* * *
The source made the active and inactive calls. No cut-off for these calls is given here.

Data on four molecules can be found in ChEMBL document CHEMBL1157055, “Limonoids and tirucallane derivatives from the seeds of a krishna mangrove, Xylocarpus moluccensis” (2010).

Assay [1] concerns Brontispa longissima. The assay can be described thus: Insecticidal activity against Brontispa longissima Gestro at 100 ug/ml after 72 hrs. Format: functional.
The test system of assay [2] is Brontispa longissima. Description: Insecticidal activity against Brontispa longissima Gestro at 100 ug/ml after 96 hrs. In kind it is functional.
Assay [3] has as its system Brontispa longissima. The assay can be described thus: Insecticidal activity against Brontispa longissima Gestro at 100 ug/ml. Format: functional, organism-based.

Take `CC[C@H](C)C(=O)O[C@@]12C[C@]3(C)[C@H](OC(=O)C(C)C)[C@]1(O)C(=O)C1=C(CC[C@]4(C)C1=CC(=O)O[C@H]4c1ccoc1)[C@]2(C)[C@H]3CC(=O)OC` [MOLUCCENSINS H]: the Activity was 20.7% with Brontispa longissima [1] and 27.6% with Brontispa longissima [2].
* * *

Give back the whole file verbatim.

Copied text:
The source made the active and inactive calls. No cut-off for these calls is given here.

Data on four molecules can be found in ChEMBL document CHEMBL1157055, “Limonoids and tirucallane derivatives from the seeds of a krishna mangrove, Xylocarpus moluccensis” (2010).

Assay [1] concerns Brontispa longissima. The assay can be described thus: Insecticidal activity against Brontispa longissima Gestro at 100 ug/ml after 72 hrs. Format: functional.
The test system of assay [2] is Brontispa longissima. Description: Insecticidal activity against Brontispa longissima Gestro at 100 ug/ml after 96 hrs. In kind it is functional.
Assay [3] has as its system Brontispa longissima. The assay can be described thus: Insecticidal activity against Brontispa longissima Gestro at 100 ug/ml. Format: functional, organism-based.

Take `CC[C@H](C)C(=O)O[C@@]12C[C@]3(C)[C@H](OC(=O)C(C)C)[C@]1(O)C(=O)C1=C(CC[C@]4(C)C1=CC(=O)O[C@H]4c1ccoc1)[C@]2(C)[C@H]3CC(=O)OC` [MOLUCCENSINS H]: the Activity was 20.7% with Brontispa longissima [1] and 27.6% with Brontispa longissima [2].